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Sallie Mae Forced Out CEO, Say Sources

Thomas J. Fitzpatrick had been expected to remain Sallie Mae chief executive.
Thomas J. Fitzpatrick had been expected to remain Sallie Mae chief executive. (Bloomberg News)

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By Jeffrey H. Birnbaum
Washington Post Staff Writer
Wednesday, May 23, 2007

Thomas J. Fitzpatrick, the chief executive of Sallie Mae, abruptly resigned yesterday in what sources said was part of a campaign by the Reston-based student loan company to improve its tattered image on Capitol Hill.

Fitzpatrick, 58, has been the company's top executive for two years and was expected to remain in charge of the company after a private-equity partnership takes the company private in a $25 billion transaction later this year.

But J. Christopher Flowers, the investment banker who leads the takeover group, decided that the company's rocky relationships with the Democrats now in charge of Congress made keeping Fitzpatrick at the helm too risky for a company as dependent as Sallie Mae is on government subsidies, according to people familiar with the decision.

Fitzpatrick has been replaced on an interim basis by C.E. Andrews, the company's chief financial officer. Edward Grebow, an operating partner of J.C. Flowers & Co., will oversee the acquisition of Sallie Mae over the next few months. Grebow is known in Washington for his Democratic leanings and for correcting many of the problems that plagued Ullico, a union-owned insurance and investment company.

Fitzpatrick's departure is part of a plan by Flowers to convince lawmakers that there will soon be a "new" Sallie Mae that will operate more openly and in closer cooperation with Congress than it had in the past, an executive close to the transaction said. The executive, who was not authorized to speak publicly about the situation, added that many lawmakers view Fitzpatrick and his company as arrogant and unwilling to listen.

Flowers and Grebow reached this conclusion after talking to senior members of Congress over the past few weeks, the executive said. "This industry and this company are going to change and this is one more piece of that," the executive said.

Sallie Mae has had the reputation for years as being heavily Republican, both in its political action committee's campaign contributions and in its closeness to Republican lawmakers. That has rankled Democrats.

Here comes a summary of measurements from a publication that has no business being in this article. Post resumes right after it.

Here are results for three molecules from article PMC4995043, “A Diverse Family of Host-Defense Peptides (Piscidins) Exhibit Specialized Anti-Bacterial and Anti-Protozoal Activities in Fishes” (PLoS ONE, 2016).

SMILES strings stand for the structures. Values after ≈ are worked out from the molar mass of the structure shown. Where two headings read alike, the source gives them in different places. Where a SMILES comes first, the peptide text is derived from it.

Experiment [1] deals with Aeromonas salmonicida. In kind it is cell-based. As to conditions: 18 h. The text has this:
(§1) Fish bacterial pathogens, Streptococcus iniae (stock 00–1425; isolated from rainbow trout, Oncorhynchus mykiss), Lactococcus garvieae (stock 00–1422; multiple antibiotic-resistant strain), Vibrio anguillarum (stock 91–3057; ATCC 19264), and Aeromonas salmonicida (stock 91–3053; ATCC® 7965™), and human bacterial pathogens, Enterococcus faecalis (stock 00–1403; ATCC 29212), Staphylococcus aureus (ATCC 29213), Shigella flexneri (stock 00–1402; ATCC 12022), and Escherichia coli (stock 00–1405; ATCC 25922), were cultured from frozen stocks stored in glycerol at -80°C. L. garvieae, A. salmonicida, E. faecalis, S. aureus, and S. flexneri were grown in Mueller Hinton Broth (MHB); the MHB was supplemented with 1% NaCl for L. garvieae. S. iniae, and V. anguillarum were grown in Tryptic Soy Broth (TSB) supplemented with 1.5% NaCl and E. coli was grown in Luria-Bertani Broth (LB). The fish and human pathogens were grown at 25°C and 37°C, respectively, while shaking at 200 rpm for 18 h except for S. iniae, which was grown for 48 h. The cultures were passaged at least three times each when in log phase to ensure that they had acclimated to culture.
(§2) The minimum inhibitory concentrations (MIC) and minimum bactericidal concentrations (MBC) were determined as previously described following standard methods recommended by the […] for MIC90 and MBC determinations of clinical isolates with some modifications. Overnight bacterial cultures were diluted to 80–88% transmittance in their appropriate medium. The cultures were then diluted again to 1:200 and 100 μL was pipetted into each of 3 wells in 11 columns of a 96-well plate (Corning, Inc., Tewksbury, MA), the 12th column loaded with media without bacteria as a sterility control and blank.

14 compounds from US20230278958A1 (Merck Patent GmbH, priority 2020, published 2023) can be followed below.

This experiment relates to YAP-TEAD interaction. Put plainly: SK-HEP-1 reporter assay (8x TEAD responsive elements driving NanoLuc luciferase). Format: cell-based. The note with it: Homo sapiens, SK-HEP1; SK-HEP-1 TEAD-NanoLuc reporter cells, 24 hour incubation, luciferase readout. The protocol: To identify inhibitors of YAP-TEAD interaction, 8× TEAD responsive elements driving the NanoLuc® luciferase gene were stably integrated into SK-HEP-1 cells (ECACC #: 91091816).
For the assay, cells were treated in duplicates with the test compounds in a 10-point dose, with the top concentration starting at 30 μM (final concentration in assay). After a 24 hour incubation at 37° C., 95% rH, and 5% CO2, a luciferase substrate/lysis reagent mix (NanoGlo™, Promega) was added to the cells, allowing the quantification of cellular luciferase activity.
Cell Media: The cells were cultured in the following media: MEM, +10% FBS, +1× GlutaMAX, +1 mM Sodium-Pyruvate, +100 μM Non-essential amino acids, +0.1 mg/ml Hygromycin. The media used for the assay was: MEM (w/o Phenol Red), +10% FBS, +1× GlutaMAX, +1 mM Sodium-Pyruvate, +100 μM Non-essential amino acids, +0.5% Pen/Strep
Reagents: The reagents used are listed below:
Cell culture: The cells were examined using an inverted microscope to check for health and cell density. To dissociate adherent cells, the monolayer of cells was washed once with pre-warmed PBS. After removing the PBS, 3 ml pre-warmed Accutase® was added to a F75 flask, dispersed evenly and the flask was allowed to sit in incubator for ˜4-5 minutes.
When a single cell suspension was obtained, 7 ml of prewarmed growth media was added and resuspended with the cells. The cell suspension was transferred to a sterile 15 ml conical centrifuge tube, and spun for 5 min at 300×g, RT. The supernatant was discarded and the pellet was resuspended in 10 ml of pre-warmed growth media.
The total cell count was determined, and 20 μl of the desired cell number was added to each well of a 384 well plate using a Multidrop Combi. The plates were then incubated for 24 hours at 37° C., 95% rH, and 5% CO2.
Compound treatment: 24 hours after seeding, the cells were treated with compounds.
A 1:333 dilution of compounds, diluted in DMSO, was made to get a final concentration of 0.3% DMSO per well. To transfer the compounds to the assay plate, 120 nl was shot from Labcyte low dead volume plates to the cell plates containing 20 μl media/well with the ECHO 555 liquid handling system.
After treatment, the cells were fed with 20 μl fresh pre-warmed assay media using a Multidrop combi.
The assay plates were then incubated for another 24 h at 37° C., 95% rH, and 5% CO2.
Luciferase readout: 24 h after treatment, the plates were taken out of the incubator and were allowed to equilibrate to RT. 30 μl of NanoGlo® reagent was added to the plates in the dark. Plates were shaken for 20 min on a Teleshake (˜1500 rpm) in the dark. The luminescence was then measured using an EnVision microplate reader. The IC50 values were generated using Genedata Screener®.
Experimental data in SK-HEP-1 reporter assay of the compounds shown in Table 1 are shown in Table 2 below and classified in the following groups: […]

In addition, many Democrats oppose Sallie Mae on ideological grounds; they would prefer that student loans be given directly by the federal government rather than through profit-making companies such as Sallie Mae. Sen. Edward M. Kennedy of Massachusetts, a leading Democrat on education issues, has long been outspoken in his criticism of Sallie Mae and its industry.

This year the legislative equation got even worse from Sallie Mae's perspective. In a surprise, President Bush broke with the Republicans' usually unwavering support for private student lending and sided with the Democrats. His budget proposal to Congress in February recommended reducing federal subsidies to private lenders and increasing some of their fees, for a total saving of $19 billion over five years.

Of all the industries under attack on Capitol Hill, the business of providing student loans is perhaps the most threatened. Flowers and Grebow intend to continue talking to members of Congress in an effort to convince them that Sallie Mae has changed and that large cutbacks in student-loan subsidies are not a good idea, executives said.

That line will be difficult to sell. The company and its industry have been battered recently by Andrew M. Cuomo, the Democratic attorney general of New York, who has been investigating aggressive marketing tactics in the $85-billion-a-year student loan industry.

This week, the financial aid directors at Johns Hopkins and Columbia universities were forced out after revelations that they had received payments or gifts from loan companies that they recommended to students. Congressional committees are also investigating student lenders.

Officially, Sallie Mae said only that Fitzpatrick was leaving to "pursue other interests." The board voted on the personnel changes on Sunday, Sallie Mae spokesman Tom Joyce said.

Sallie Mae accepted the buyout bid last month from the Flowers group, which includes J.P. Morgan Chase and Bank of America.

Fitzpatrick's resignation will mean that the company's top two officers will have left the firm by the time it goes private. Albert L. Lord, Sallie Mae's chairman, has said he will leave after the transaction is completed.

Lord and Fitzpatrick will not leave empty-handed. Their stock holdings and options are worth many millions of dollars.


© 2007 The Washington Post Company

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